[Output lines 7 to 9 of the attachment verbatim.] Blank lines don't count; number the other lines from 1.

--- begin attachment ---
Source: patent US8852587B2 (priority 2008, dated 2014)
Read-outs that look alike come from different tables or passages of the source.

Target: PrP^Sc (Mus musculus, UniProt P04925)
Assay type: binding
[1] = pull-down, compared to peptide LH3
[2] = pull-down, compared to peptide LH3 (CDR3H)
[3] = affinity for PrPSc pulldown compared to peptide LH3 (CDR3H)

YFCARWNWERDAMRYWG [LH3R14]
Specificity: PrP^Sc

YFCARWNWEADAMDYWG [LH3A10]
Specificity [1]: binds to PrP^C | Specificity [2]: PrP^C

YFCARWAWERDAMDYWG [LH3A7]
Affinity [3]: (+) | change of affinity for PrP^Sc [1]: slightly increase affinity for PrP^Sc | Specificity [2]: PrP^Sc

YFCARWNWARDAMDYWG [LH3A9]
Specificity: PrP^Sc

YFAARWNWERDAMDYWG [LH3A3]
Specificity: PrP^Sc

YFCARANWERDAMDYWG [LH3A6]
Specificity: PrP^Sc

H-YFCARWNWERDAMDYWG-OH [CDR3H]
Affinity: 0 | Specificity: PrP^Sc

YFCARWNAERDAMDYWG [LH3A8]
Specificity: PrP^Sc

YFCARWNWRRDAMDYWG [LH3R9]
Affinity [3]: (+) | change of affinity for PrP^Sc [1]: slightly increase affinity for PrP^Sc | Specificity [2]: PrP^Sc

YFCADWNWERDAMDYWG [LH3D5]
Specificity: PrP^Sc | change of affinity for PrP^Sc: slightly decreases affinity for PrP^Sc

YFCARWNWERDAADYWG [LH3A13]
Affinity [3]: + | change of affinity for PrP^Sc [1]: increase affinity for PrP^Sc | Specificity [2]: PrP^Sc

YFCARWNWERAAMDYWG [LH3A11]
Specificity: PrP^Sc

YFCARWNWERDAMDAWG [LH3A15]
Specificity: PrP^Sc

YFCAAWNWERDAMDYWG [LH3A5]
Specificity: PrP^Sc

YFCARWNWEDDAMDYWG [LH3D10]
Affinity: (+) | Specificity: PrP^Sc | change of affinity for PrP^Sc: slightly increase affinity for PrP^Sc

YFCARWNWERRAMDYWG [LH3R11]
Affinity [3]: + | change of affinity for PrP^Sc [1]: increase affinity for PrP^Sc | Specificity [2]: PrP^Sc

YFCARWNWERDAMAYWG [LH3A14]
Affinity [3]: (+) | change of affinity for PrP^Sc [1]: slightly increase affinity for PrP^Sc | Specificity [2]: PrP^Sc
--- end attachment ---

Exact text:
[3] = affinity for PrPSc pulldown compared to peptide LH3 (CDR3H)

YFCARWNWERDAMRYWG [LH3R14]
Specificity: PrP^Sc